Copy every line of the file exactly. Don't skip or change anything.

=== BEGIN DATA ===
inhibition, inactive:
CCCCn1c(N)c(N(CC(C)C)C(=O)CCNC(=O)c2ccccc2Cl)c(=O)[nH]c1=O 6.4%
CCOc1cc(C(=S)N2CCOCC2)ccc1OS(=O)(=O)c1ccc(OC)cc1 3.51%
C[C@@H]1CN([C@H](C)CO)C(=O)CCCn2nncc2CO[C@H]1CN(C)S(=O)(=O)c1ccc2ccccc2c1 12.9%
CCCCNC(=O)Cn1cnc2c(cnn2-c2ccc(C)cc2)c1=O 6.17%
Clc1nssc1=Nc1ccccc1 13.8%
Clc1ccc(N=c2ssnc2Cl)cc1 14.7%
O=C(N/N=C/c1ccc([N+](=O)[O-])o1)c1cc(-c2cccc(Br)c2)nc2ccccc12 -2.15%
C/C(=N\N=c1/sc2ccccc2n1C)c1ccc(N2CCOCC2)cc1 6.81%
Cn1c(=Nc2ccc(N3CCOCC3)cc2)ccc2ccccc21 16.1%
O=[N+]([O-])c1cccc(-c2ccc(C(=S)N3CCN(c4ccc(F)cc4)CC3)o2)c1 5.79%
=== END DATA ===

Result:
inhibition, inactive:
CCCCn1c(N)c(N(CC(C)C)C(=O)CCNC(=O)c2ccccc2Cl)c(=O)[nH]c1=O 6.4%
CCOc1cc(C(=S)N2CCOCC2)ccc1OS(=O)(=O)c1ccc(OC)cc1 3.51%
C[C@@H]1CN([C@H](C)CO)C(=O)CCCn2nncc2CO[C@H]1CN(C)S(=O)(=O)c1ccc2ccccc2c1 12.9%
CCCCNC(=O)Cn1cnc2c(cnn2-c2ccc(C)cc2)c1=O 6.17%
Clc1nssc1=Nc1ccccc1 13.8%
Clc1ccc(N=c2ssnc2Cl)cc1 14.7%
O=C(N/N=C/c1ccc([N+](=O)[O-])o1)c1cc(-c2cccc(Br)c2)nc2ccccc12 -2.15%
C/C(=N\N=c1/sc2ccccc2n1C)c1ccc(N2CCOCC2)cc1 6.81%
Cn1c(=Nc2ccc(N3CCOCC3)cc2)ccc2ccccc21 16.1%
O=[N+]([O-])c1cccc(-c2ccc(C(=S)N3CCN(c4ccc(F)cc4)CC3)o2)c1 5.79%